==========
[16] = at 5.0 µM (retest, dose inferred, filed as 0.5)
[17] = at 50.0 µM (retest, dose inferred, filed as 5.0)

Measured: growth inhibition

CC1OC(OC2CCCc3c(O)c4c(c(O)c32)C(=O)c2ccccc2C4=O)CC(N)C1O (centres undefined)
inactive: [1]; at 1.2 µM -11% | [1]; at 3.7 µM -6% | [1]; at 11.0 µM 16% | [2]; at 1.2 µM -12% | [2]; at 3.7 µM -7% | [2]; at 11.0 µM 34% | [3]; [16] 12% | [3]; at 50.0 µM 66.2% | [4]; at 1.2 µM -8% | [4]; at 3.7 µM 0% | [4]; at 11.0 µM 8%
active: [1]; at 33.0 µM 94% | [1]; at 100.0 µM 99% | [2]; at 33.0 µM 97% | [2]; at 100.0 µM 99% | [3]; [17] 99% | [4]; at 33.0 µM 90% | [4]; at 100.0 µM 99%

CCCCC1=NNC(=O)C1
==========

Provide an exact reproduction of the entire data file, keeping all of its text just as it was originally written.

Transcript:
[16] = at 5.0 µM (retest, dose inferred, filed as 0.5)
[17] = at 50.0 µM (retest, dose inferred, filed as 5.0)

Measured: growth inhibition

CC1OC(OC2CCCc3c(O)c4c(c(O)c32)C(=O)c2ccccc2C4=O)CC(N)C1O (centres undefined)
inactive: [1]; at 1.2 µM -11% | [1]; at 3.7 µM -6% | [1]; at 11.0 µM 16% | [2]; at 1.2 µM -12% | [2]; at 3.7 µM -7% | [2]; at 11.0 µM 34% | [3]; [16] 12% | [3]; at 50.0 µM 66.2% | [4]; at 1.2 µM -8% | [4]; at 3.7 µM 0% | [4]; at 11.0 µM 8%
active: [1]; at 33.0 µM 94% | [1]; at 100.0 µM 99% | [2]; at 33.0 µM 97% | [2]; at 100.0 µM 99% | [3]; [17] 99% | [4]; at 33.0 µM 90% | [4]; at 100.0 µM 99%

CCCCC1=NNC(=O)C1